- For 46 years Tim Hallman has been tickling the ivories, whether it be playing in rock bands in the 1960s to the present, where most weekends he can be found in Legion halls performing with a variety of groups. (He performs 120 times a year.)
- He worked for a season on a TV show as a teenager and was asked to join a teenage idol’s backup band, where it’s possible he might have replaced Bob Dylan as a sideman.
- Hallman wrote the award-winning entry in the Kingston Tercentenary song contest in 1973.
- He and his trio, featuring vocalist Mary-Jo Maur and drummer Doug Gravelle, perform at the RCHA Club Saturday night.
- Hallman lives in Gananoque now and has spent the last 40 years in the Kingston area but grew up in the Kitchener-Waterloo region, where he had plenty of brushes with fame.
- For example, there’s the Bob Dylan story, which Hallman found out about only in the last couple of years when he and local singer-songwriter Michael Myers put together the Bobby Show, a tribute to pop singers from the early 1960s named Bobby.
- One of them was Bobby Vee. Upon researching the show, Hallman discovered that when Buddy Holly died in a plane crash in 1959 it was in the middle of a tour and his band The Crickets recruited Vee to take over as vocalist for the remainder of the tour. Their keyboardist for that tour was a youthful Robert Zimmerman, a.k.a. Dylan.
- “It was just around that time that Bobby Vee played at the London (Ontario) Arena,” notes Hallman, whose first band, The Trendsetters, was hired to back up Vee for the event. “So you could say I was Dylan’s replacement. Bobby liked us and offered us a gig touring with him as his band but for some reason our manager said no.”
- The Trendsetters wanted to turn pro but Hallman still was in high school and couldn’t do so. However, shortly after he finished school, the group changed its name to The Carnival and secured a sweet TV gig, backing up singer Robbie Lane on the CTV teen show It’s Happening.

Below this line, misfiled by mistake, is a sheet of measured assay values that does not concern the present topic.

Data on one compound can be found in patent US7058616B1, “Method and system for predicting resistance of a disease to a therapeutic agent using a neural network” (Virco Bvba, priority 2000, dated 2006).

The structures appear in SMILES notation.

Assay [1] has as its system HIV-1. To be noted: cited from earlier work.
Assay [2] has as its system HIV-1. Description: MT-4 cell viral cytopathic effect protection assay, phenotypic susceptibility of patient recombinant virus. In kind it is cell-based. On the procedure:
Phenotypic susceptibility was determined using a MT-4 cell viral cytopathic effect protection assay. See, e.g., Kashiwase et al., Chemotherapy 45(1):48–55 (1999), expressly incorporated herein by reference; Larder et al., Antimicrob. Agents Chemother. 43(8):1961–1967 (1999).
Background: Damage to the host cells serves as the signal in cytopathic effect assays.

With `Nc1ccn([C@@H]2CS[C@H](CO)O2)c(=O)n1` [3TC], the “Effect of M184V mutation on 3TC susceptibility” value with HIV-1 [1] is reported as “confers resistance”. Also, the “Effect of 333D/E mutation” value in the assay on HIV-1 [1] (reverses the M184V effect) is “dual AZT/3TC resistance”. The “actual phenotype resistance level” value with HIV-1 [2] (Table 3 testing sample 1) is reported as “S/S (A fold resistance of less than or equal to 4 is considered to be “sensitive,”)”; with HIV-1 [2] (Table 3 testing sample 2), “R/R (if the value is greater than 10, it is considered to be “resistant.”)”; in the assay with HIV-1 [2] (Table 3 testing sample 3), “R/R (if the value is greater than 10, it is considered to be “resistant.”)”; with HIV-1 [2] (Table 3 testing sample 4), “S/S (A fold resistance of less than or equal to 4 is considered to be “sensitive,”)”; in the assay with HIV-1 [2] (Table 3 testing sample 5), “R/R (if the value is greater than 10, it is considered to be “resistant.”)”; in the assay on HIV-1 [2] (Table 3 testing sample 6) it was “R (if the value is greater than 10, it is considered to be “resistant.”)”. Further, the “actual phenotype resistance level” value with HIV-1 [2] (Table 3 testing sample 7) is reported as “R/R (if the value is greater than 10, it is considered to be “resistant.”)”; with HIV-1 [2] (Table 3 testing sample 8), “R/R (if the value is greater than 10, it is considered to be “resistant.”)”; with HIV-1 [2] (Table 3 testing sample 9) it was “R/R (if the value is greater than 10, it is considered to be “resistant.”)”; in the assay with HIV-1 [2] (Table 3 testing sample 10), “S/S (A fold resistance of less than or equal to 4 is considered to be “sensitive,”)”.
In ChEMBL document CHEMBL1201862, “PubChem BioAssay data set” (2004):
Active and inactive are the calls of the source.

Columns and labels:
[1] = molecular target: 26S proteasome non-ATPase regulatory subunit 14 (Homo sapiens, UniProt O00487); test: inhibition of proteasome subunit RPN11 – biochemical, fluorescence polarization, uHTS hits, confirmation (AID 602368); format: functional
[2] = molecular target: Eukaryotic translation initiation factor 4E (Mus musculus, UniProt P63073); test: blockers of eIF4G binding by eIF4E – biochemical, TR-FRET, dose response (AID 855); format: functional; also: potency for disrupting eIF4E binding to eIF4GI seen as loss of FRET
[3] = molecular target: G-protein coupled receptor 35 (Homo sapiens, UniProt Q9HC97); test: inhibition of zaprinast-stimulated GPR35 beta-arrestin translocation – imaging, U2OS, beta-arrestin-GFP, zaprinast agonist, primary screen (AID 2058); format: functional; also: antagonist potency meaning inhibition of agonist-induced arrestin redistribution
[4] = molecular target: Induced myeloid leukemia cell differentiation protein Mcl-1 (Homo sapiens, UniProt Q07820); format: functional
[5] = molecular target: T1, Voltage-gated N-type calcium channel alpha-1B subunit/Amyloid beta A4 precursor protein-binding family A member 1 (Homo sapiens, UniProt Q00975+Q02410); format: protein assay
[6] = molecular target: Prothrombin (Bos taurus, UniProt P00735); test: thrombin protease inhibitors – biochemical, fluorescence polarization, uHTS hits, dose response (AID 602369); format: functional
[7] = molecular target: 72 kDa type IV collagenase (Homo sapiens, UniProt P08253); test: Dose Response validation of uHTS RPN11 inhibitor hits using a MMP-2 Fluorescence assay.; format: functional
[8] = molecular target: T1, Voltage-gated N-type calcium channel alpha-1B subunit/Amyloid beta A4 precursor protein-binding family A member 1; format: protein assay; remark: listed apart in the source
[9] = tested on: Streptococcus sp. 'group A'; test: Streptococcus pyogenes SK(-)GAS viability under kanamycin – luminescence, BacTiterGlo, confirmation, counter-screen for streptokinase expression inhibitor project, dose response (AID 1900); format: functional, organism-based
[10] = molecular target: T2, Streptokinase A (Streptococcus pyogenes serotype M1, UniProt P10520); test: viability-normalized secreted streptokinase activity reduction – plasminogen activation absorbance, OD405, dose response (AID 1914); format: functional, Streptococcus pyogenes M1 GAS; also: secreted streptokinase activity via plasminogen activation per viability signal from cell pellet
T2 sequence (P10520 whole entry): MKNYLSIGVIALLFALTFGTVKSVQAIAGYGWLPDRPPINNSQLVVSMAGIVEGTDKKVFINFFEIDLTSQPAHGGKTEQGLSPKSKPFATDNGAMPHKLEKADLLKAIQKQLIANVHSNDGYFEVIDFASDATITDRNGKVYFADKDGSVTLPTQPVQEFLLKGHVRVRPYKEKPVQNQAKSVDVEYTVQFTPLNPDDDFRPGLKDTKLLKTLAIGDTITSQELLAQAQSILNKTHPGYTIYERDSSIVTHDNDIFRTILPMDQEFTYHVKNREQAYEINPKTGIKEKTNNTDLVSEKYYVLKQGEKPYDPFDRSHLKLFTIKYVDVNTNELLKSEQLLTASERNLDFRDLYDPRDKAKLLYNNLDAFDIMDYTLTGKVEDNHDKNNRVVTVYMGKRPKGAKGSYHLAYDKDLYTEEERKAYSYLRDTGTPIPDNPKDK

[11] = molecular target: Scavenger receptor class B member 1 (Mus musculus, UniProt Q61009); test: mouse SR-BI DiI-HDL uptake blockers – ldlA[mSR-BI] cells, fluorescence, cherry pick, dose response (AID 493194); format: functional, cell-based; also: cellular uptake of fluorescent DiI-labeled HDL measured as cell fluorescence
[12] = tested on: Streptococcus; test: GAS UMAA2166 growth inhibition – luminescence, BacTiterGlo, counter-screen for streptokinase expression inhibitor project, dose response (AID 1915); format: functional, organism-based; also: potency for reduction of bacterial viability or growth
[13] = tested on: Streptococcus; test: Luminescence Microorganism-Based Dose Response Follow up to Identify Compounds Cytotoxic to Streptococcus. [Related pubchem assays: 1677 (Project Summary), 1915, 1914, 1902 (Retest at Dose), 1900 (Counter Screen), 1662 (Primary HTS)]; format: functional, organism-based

- “It was a 36-week season and the music was pre-recorded except that Robbie and his guests sang live,” says Hallman.
- The Carnival recorded the music and then mimed it on the stage.
- “We’d record our music every two weeks. That was from the fall of 1968 to the spring of 1969, but the show was getting dated. For example, they had go-go dancers on it.”
- For a while Hallman played piano music in a ballet school and then came to Queen’s University to study music in the early 1970s. He won $500 for capturing the Kingston Tercentenary song contest.
- “They didn’t have it very well organized as to how to record the song,” says Hallman.
- The drummer of The Carnival, Mike Oberle, had hooked up with Ian Thomas and Tranquility Base, a folk group that had performed with the Hamilton Philharmonic. Tranquility Base backed up Hallman on the recording of his song.
- He taught music for 12 years in elementary schools and when it was taken off the curriculum he spent several more years in the Partners in Music program for the Limestone District School Board.
- Since then he has performed in a number of venues. For a few years he played on boat cruises.
- “One day I was playing in the Lions Club in Gananoque and I heard someone in the audience singing harmony,” says Hallman. “It was Doug Gravelle, who used to be the drummer in The Bells (a popular Canadian pop group from the late ’60s and early ’70s). These days I’m a super sideman a lot of times.”
- For example, Hallman often plays with Gravelle and Cliff Edwards, also a Gananoque resident and the former lead singer of The Bells. He also teams up with Myers for The Bobby Show and plays keys in David Smith’s Sound of Jazz Band.
- One of his favourite combinations is the trio with Gravelle and Maur, playing Saturday at the RCHA Club. They play 1960s music and light pop hits.
- “Mary-Jo likes to sing Peggy Lee songs,” says Hallman. “And we do three-part harmony.”
- Who: The Tim Hallman Trio plays a mix of 1960s and country music.
- Where: The RCHA Club, 193 Ontario St.
- When: Saturday at 8:30 p.m.
Tuesday, 20 August 2013
From Bobby to Robbie to boat cruises
By Greg Burliuk, Kingston Whig-Standard
Thursday, August 15, 2013 10:01:26 EDT PM
Tim Hallman, whose group performs Saturday night at the RCHA Club, has led a very interesting musical life. (Supplied photo)
Wednesday, 14 August 2013
I got a call recently. - out of the 'blue', or nowadays , out of the 'cloud', from Greg Burliuk, writer for the Kingston Whig Standard. Greg saw my name in an RCHA ad. He thought to himself: 'There's a guy who's been playing with every musician in Kingston for 30 years - I should interview him'! We talked for about an hour, yesterday, via telephone. There will be a feature article on me in the Whig this Saturday, presumably in the 'A+E' section. I hope he doesn't print everything we discussed:)